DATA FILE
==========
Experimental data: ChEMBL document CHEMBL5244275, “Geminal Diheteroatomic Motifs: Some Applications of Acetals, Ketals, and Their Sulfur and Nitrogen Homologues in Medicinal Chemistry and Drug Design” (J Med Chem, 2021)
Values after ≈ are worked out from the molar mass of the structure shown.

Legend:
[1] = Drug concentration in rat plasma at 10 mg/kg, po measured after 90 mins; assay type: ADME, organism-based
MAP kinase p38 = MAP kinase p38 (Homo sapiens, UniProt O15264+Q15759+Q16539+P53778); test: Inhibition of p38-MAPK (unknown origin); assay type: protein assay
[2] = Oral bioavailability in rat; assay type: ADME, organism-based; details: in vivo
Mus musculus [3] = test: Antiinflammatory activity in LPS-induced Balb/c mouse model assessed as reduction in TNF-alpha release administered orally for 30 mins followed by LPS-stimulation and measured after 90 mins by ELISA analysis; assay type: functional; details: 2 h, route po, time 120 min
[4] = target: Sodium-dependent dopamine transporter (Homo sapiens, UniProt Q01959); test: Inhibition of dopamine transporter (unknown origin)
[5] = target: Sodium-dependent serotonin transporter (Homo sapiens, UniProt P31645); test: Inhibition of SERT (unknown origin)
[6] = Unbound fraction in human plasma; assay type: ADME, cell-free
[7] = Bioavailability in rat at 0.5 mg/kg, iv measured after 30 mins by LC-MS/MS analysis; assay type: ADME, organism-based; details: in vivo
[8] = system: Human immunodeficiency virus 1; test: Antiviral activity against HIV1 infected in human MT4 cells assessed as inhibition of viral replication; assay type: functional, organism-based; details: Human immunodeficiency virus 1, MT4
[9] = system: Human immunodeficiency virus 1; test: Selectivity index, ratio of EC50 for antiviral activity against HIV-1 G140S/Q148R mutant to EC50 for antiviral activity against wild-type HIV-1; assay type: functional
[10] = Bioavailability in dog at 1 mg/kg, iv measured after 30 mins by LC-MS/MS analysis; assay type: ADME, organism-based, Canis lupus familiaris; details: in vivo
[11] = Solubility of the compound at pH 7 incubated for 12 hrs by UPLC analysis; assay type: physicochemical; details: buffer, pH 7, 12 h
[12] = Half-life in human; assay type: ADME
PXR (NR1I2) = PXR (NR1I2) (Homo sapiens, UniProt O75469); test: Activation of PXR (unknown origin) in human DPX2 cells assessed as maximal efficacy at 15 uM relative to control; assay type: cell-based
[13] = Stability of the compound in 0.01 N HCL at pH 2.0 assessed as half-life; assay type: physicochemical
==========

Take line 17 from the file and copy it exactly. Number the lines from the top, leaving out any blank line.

PXR (NR1I2) = PXR (NR1I2) (Homo sapiens, UniProt O75469); test: Activation of PXR (unknown origin) in human DPX2 cells assessed as maximal efficacy at 15 uM relative to control; assay type: cell-based